We're nudging towards half-way through 2016, during which the banner over nearly all our WEBA-wide gatherings and events is 'discipleship at the core'. I'm convinced it's the issue, right now (probably always has been!). I go along with Mike Breen who says, if we're to ever get towards anything resembling missional movement, then discipleship is the engine, which will get us moving and enable us to get where we want to go.
The biggest hurdle I'm encountering, is along with using the 'mission', or 'missional' words, people respond with the assumption 'isn't everything we do about discipleship'?
This may, or may not, lead us into a constructive conversation, but my sense is (generally speaking, all readers here excepted!) we are very reluctant to explore what the impact of all we do actually is (as Ministers and key leaders). Sadly, but not always, this conversation revolves around the main Sunday worship service. Even so, this remains the single greatest opportunity to really gain some traction in mobilising the people of God to go into the mission of God 'wherever He intends to go'.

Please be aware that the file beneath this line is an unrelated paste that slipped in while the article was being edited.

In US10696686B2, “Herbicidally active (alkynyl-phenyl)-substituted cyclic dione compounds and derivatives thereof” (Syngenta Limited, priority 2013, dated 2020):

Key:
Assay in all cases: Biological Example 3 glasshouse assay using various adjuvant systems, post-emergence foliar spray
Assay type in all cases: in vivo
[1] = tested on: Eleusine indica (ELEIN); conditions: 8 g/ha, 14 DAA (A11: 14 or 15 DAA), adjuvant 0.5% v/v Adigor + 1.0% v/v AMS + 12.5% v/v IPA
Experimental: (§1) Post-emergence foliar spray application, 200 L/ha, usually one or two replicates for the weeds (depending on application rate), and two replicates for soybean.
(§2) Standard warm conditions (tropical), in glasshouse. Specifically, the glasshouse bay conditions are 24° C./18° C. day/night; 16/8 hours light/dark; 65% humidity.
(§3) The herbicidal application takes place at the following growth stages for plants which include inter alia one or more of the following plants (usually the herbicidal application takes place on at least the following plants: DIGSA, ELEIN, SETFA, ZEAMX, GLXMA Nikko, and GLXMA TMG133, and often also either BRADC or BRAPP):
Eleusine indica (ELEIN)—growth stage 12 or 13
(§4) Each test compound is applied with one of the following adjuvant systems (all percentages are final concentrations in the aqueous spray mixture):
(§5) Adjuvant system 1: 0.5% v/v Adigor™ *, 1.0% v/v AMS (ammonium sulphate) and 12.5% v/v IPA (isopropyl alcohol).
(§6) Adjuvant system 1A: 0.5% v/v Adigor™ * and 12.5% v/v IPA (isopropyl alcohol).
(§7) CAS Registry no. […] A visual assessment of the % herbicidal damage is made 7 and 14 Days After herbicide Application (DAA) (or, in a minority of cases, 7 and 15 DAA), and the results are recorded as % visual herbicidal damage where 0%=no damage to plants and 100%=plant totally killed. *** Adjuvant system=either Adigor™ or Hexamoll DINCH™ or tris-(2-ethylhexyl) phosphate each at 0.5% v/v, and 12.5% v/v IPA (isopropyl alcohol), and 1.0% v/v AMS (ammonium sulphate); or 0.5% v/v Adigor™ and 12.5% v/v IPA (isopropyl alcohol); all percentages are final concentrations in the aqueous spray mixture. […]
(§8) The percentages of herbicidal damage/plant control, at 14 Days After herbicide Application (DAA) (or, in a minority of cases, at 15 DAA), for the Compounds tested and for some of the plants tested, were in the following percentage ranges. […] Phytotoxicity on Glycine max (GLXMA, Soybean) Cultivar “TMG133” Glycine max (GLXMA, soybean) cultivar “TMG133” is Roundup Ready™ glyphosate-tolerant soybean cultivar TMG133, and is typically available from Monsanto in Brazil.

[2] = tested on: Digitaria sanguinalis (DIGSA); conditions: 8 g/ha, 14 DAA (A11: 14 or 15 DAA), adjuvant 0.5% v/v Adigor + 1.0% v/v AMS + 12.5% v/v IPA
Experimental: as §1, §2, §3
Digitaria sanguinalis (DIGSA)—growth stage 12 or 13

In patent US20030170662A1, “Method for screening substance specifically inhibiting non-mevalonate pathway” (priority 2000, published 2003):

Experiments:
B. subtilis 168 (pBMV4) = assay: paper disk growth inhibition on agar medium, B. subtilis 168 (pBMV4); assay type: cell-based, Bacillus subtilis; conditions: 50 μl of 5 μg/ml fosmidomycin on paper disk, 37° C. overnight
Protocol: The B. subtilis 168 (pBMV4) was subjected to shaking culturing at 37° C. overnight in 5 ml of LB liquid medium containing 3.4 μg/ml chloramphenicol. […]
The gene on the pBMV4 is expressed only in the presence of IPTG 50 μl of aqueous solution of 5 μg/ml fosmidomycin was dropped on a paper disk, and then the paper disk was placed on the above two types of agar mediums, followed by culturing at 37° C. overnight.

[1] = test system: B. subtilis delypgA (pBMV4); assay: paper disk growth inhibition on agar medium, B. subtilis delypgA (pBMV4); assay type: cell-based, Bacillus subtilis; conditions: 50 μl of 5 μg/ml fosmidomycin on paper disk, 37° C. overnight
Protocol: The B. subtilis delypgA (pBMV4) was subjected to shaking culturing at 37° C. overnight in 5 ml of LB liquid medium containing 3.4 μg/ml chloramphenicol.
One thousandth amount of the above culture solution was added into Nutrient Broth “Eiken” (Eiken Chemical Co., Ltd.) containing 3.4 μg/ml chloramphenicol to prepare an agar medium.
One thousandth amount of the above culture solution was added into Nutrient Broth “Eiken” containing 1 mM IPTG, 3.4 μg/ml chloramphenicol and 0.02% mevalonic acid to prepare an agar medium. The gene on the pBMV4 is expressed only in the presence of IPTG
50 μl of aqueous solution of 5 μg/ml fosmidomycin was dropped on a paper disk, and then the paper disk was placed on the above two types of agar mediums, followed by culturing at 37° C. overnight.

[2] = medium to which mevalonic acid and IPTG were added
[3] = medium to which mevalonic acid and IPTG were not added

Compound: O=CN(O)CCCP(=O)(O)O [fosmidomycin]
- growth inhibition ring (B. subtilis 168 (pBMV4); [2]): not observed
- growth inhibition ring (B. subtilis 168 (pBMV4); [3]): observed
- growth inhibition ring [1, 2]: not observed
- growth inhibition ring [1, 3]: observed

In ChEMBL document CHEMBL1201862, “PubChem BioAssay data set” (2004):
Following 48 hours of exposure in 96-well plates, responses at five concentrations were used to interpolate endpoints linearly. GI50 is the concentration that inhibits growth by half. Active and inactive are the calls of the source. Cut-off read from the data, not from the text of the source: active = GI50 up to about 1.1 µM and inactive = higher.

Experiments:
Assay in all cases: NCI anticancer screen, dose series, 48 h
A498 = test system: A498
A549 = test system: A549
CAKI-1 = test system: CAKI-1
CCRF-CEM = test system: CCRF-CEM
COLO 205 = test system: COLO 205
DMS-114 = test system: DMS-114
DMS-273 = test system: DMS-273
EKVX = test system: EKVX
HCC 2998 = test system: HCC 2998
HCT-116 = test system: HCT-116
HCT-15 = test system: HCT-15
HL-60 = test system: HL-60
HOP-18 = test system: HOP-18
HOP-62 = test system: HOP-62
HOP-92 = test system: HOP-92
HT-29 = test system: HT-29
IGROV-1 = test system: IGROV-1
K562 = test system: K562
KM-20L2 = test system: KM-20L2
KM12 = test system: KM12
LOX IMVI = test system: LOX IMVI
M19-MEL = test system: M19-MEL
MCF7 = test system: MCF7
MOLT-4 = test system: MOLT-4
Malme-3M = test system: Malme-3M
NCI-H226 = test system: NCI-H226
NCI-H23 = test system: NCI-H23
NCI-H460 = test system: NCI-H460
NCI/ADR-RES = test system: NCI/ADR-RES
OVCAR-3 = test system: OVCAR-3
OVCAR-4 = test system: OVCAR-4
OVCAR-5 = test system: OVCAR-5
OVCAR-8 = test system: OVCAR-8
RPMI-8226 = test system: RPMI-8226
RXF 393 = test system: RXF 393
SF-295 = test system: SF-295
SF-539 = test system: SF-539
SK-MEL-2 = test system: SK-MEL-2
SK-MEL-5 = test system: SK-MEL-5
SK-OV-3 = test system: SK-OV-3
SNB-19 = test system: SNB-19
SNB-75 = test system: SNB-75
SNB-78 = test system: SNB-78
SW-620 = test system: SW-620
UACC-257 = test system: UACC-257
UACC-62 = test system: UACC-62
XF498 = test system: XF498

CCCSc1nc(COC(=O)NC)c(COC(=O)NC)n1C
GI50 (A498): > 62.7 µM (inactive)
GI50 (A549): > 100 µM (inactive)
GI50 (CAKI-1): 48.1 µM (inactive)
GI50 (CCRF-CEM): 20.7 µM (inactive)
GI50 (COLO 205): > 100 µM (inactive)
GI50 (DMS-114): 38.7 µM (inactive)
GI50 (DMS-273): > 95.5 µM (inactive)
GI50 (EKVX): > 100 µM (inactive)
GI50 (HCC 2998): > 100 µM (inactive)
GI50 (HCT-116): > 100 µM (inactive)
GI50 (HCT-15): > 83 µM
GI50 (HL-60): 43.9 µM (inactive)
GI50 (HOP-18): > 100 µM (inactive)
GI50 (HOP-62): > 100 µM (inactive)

In the light of this I also found the results of this survey very interesting:
44% of believers (49% of men and 39% of women) said "biblical exposition" was the most important thing in a sermon, compared to 2% who said a "sense of humour" was important.
The poll also found 40% of Christians (44% of women and 36% of men) found practical examples of how to live out the Bible's teachings was the most important part of a sermon, compared to just one percent who said personal anecdotes or stories were important.
If our Ministers are saying they believe discipleship actually is at the core of their preaching and Sunday services, then maybe we need to look at these survey results and hear what the people listening are saying more carefully.